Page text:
Tuesday, February 9, 2016

Why 18?

We at Twenty-One Debunked realize that, over the past several years, we have spent so much time and energy trying to convince people why the drinking age should NOT be 21, that we left ourselves wide open for criticism from the other end of the spectrum.  To wit, some have asked, either honestly or disingenuously, why 18?  Why not 16, or 13, or abolish it altogether?  Until recently, we have been ignoring such questions, but we now feel that such questions must be fielded properly after having debated exactly those questions in youth-rights forums and elsewhere.  If we keep ignoring such questions, we could perhaps alienate many in the youth-rights movement, while also ironically and inadvertently giving ammunition to the pro-21 side.

For a good set of arguments as to why the drinking age should be lowered from 21 to 18, and not be any higher than 18, please take a look at our intro page, as this post will only deal with the other side of the question (i.e. why not less than 18?) for the most part.  We have already established that the drinking age should never be any higher than the age of majority in a free society.  So what are our arguments for not pushing for lowering it any further than 18, exactly?

First and foremost, there is the issue of pragmatism, as there is truly a snowball's chance in hell of getting the drinking age lowered any further than 18 (which is hard enough as it is).  America is truly not ready for such a massive change, as one poll found that no more than 5% of American adults support lowering it to 16 (the same poll found 30% favored 18), and the last time any state had a drinking age below 18 was in the 1930s (Ohio was briefly 16 and Colorado had no age limit for a few years).  So aiming for a drinking age of less than 18 is basically a political non-starter, and will remain so until many, many years after lowering it to 18 (which itself is no small feat).  And pursuing such a goal, at least doing so openly, would alienate a huge chunk of potential supporters.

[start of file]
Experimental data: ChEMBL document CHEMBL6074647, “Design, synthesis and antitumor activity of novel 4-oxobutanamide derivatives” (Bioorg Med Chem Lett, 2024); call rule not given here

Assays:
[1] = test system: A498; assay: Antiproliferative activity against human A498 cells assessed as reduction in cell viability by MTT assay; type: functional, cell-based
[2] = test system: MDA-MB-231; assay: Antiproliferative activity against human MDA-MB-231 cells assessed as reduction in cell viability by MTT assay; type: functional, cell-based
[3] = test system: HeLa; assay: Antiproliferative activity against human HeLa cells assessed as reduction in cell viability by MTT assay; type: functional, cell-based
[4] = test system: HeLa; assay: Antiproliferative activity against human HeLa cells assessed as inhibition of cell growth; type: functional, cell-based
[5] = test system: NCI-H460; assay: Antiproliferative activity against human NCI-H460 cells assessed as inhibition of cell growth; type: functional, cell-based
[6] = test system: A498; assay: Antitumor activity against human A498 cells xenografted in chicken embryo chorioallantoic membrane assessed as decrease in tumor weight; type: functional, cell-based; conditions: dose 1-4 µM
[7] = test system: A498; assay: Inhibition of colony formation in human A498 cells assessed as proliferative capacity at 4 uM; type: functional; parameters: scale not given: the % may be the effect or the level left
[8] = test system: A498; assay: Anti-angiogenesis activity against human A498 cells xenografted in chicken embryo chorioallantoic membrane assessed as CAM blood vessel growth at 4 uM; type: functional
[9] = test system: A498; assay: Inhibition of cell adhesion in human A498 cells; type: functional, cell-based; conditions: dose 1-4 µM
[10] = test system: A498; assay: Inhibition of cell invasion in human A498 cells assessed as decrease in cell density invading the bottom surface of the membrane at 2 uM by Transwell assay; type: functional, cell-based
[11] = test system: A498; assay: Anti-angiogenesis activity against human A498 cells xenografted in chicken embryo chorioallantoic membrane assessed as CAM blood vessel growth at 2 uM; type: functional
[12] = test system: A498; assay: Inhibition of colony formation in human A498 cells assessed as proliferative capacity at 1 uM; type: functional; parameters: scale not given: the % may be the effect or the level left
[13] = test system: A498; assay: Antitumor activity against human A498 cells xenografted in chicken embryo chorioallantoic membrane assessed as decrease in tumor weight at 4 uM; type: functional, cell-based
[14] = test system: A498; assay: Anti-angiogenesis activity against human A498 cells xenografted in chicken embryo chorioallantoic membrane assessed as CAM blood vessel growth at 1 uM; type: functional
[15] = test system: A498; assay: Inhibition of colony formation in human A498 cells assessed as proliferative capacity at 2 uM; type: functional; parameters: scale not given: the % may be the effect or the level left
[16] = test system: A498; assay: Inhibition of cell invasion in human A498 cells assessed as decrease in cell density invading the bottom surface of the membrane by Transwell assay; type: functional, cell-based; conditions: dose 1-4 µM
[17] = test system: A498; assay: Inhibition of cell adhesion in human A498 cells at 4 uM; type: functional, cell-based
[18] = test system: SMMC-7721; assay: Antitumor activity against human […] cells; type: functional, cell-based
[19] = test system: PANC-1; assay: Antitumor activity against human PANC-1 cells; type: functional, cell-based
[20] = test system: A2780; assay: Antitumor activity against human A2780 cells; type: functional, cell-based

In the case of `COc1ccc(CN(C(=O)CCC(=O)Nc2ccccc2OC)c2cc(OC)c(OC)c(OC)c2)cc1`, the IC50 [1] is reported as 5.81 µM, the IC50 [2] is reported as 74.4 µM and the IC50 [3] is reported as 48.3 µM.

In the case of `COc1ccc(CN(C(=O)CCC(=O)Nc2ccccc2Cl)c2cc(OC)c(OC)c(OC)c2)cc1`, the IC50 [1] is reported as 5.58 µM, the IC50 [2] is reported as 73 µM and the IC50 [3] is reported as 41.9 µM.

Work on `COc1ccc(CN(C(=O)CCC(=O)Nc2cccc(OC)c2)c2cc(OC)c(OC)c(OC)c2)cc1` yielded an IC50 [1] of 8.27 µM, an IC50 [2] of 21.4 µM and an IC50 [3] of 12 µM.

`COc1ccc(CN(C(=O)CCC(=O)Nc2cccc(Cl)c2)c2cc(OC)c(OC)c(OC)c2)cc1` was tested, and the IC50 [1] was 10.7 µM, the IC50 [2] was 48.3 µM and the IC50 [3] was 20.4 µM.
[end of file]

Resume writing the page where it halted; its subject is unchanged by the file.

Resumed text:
Secondly, even if it was politically feasible to lower the drinking age to 16 or abolish it altogether, such a move could foreseeably have unintended consequences if done too quickly and too soon.  The best studies such as Miron and Tetelbaum (2009) find that the "parade of horrors" that would supposedly occur if 18-20 year olds were allowed to drink legally would most likely not occur--but unfortunately the same can't be said about abolishing the drinking age or lowering it further.  There is simply not enough evidence to reassure anyone that such problems won't happen--and if they did, even if only in the short-term, that would backfire and set our movement way, way back to where it was in the late 1980s.